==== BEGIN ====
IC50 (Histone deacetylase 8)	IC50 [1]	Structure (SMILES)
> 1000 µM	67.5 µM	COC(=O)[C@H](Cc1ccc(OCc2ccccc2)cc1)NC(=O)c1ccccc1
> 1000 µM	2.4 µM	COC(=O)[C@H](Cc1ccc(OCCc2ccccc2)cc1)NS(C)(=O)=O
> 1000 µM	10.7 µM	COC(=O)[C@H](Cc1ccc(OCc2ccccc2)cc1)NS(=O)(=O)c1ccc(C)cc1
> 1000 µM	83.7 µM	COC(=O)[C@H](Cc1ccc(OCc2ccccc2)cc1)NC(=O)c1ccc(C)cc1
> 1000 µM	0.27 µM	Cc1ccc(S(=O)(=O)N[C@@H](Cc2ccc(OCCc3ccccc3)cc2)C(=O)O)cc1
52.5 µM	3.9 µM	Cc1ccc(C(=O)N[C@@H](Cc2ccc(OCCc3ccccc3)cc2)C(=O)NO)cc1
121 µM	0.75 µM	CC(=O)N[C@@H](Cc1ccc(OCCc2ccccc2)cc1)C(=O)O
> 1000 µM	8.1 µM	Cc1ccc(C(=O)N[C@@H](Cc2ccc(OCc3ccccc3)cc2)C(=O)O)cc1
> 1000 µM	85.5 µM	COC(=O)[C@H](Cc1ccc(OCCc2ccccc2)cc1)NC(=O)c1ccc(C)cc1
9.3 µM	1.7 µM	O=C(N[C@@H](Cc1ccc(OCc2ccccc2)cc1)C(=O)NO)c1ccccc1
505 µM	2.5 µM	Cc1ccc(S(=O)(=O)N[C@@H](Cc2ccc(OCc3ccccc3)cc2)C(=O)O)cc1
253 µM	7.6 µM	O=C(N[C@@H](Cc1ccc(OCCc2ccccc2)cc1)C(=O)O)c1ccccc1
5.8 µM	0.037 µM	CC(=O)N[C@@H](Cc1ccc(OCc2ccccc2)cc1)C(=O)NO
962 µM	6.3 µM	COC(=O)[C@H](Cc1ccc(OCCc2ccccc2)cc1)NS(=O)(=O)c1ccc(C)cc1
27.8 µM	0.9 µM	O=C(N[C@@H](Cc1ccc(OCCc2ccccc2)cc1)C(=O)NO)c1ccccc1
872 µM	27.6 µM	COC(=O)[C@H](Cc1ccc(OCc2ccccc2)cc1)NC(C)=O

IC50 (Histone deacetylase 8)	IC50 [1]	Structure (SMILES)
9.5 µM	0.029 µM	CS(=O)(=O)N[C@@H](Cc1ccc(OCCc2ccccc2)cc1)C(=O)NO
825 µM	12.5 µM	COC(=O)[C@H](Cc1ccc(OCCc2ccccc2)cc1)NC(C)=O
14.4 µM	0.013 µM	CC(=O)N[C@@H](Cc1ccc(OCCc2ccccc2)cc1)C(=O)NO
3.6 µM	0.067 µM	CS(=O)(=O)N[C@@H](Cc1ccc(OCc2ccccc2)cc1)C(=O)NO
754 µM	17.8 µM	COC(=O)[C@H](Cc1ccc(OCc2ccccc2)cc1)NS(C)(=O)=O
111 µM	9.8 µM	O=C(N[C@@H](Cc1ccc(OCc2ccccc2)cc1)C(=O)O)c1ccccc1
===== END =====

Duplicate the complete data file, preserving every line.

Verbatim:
IC50 (Histone deacetylase 8)	IC50 [1]	Structure (SMILES)
> 1000 µM	67.5 µM	COC(=O)[C@H](Cc1ccc(OCc2ccccc2)cc1)NC(=O)c1ccccc1
> 1000 µM	2.4 µM	COC(=O)[C@H](Cc1ccc(OCCc2ccccc2)cc1)NS(C)(=O)=O
> 1000 µM	10.7 µM	COC(=O)[C@H](Cc1ccc(OCc2ccccc2)cc1)NS(=O)(=O)c1ccc(C)cc1
> 1000 µM	83.7 µM	COC(=O)[C@H](Cc1ccc(OCc2ccccc2)cc1)NC(=O)c1ccc(C)cc1
> 1000 µM	0.27 µM	Cc1ccc(S(=O)(=O)N[C@@H](Cc2ccc(OCCc3ccccc3)cc2)C(=O)O)cc1
52.5 µM	3.9 µM	Cc1ccc(C(=O)N[C@@H](Cc2ccc(OCCc3ccccc3)cc2)C(=O)NO)cc1
121 µM	0.75 µM	CC(=O)N[C@@H](Cc1ccc(OCCc2ccccc2)cc1)C(=O)O
> 1000 µM	8.1 µM	Cc1ccc(C(=O)N[C@@H](Cc2ccc(OCc3ccccc3)cc2)C(=O)O)cc1
> 1000 µM	85.5 µM	COC(=O)[C@H](Cc1ccc(OCCc2ccccc2)cc1)NC(=O)c1ccc(C)cc1
9.3 µM	1.7 µM	O=C(N[C@@H](Cc1ccc(OCc2ccccc2)cc1)C(=O)NO)c1ccccc1
505 µM	2.5 µM	Cc1ccc(S(=O)(=O)N[C@@H](Cc2ccc(OCc3ccccc3)cc2)C(=O)O)cc1
253 µM	7.6 µM	O=C(N[C@@H](Cc1ccc(OCCc2ccccc2)cc1)C(=O)O)c1ccccc1
5.8 µM	0.037 µM	CC(=O)N[C@@H](Cc1ccc(OCc2ccccc2)cc1)C(=O)NO
962 µM	6.3 µM	COC(=O)[C@H](Cc1ccc(OCCc2ccccc2)cc1)NS(=O)(=O)c1ccc(C)cc1
27.8 µM	0.9 µM	O=C(N[C@@H](Cc1ccc(OCCc2ccccc2)cc1)C(=O)NO)c1ccccc1
872 µM	27.6 µM	COC(=O)[C@H](Cc1ccc(OCc2ccccc2)cc1)NC(C)=O

IC50 (Histone deacetylase 8)	IC50 [1]	Structure (SMILES)
9.5 µM	0.029 µM	CS(=O)(=O)N[C@@H](Cc1ccc(OCCc2ccccc2)cc1)C(=O)NO
825 µM	12.5 µM	COC(=O)[C@H](Cc1ccc(OCCc2ccccc2)cc1)NC(C)=O
14.4 µM	0.013 µM	CC(=O)N[C@@H](Cc1ccc(OCCc2ccccc2)cc1)C(=O)NO
3.6 µM	0.067 µM	CS(=O)(=O)N[C@@H](Cc1ccc(OCc2ccccc2)cc1)C(=O)NO
754 µM	17.8 µM	COC(=O)[C@H](Cc1ccc(OCc2ccccc2)cc1)NS(C)(=O)=O
111 µM	9.8 µM	O=C(N[C@@H](Cc1ccc(OCc2ccccc2)cc1)C(=O)O)c1ccccc1